Surging fuel prices eat into ocean liners' profits, while spot rates drop

SOARING fuel costs are hitting container shipping lines hard at a time
when spot rates from Asia to Europe and from Asia to the US west coast
are 30 per cent lower than 12 months ago, yet fuel costs have jumped
by one-fifth.

Most carriers claim it is "too early to say" at what level rates will
settle but concerns are mounting within ocean liners' management teams
that the cumulative US$7 billion industry profit in 2017 could have
been a one-off, reported UK's The Loadstar.

Speaking during Hapag Lloyd's 2017 results presentation, chief
executive Rolf Habben-Jansen said new contracts on the route had been
agreed at a level "on average somewhat better than a year ago,"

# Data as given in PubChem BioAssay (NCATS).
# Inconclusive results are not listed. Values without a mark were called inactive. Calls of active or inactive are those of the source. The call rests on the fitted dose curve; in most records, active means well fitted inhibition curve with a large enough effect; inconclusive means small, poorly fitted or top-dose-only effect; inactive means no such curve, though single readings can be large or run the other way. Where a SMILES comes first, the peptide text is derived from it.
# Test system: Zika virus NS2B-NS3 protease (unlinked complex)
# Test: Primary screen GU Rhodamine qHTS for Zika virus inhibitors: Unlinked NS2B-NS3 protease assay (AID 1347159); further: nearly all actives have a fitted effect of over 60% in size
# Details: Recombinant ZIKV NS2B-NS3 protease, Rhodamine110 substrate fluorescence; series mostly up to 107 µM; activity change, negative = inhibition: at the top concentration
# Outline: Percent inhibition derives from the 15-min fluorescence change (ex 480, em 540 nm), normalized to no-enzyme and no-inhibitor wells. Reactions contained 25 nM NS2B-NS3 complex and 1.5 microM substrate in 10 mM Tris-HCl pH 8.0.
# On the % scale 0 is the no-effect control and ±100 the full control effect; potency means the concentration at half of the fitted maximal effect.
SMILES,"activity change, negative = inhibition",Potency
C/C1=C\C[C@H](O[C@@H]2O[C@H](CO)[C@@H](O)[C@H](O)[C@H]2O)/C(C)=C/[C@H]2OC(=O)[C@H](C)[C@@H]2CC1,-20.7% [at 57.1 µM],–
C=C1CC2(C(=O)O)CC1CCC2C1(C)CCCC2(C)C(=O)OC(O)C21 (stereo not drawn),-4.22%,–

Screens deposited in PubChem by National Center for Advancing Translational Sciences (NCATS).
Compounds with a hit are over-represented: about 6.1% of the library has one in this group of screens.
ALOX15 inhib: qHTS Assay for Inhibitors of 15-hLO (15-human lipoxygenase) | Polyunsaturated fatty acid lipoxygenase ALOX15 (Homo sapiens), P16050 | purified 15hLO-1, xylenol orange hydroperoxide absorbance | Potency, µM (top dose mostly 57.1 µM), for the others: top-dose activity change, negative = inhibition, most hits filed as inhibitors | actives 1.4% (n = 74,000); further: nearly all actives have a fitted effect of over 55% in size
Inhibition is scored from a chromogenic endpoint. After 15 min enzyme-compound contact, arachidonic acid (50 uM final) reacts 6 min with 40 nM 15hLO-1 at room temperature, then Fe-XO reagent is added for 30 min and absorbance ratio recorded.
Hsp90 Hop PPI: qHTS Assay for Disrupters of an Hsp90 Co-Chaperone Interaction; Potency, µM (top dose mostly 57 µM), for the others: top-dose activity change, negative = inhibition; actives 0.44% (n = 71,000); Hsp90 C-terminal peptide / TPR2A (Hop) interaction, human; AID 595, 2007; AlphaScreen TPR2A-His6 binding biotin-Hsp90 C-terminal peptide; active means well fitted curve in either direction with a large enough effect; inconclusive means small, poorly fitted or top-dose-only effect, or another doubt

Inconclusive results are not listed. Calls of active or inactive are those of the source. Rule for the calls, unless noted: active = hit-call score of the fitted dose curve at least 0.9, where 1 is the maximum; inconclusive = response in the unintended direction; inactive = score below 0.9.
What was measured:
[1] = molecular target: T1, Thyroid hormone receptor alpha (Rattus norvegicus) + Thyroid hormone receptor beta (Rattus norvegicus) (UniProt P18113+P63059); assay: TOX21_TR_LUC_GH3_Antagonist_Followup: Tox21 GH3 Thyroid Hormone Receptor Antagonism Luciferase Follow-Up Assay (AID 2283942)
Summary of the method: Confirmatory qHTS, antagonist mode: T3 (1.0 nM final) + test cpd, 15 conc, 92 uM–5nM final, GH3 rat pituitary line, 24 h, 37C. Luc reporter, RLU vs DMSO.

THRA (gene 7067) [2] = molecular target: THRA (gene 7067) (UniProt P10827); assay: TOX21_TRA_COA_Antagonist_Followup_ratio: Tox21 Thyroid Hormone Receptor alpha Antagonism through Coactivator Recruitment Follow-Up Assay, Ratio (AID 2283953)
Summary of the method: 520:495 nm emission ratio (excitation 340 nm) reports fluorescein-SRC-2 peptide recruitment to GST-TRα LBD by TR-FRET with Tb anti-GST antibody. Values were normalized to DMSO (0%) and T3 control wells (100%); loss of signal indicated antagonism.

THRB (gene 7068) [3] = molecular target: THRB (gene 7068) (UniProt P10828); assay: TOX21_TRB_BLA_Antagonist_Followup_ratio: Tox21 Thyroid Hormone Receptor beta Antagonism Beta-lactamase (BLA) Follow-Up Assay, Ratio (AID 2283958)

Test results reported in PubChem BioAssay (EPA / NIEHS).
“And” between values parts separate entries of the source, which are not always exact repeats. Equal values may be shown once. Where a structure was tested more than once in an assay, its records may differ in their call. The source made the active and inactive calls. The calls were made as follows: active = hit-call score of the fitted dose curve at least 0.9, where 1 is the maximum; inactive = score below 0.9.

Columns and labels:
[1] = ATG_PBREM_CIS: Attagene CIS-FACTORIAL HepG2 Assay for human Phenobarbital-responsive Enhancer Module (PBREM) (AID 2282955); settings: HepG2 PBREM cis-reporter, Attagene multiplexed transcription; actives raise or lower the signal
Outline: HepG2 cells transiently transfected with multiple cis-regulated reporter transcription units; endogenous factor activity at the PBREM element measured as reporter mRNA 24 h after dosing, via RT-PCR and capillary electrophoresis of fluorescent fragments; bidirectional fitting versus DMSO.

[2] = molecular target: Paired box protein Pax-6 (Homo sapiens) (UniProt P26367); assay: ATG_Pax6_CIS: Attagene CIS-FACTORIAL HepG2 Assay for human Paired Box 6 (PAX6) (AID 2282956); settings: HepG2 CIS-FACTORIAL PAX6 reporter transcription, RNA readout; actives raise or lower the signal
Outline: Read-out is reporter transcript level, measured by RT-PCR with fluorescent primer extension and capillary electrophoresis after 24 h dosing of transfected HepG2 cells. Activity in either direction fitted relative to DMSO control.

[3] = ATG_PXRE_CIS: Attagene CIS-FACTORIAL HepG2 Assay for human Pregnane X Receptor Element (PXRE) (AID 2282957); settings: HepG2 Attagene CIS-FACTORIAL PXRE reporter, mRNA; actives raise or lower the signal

although it was not clear whether this took into account the higher
cost of bunker fuel.

However, spot business makes up half of the total liftings on the
trade and carriers cannot support any further rate declines.

On the other hand, there was better news for transpacific carriers,
with the SCFI reacting positively to April 1 general rate increases,
rising 19.3 per cent to the US west coast to $1,127 per 40 foot
container (FEU), and gaining 11.1 per cent to US east coast ports to
$2,148 per FEU.

The positive shift in the US trades last week was good news for
carriers trying to negotiate improved contract rates from May 1,
however, spot rates are still 31 per cent below 2017 levels for the
west coast and 19 per cent lower for the US east coast.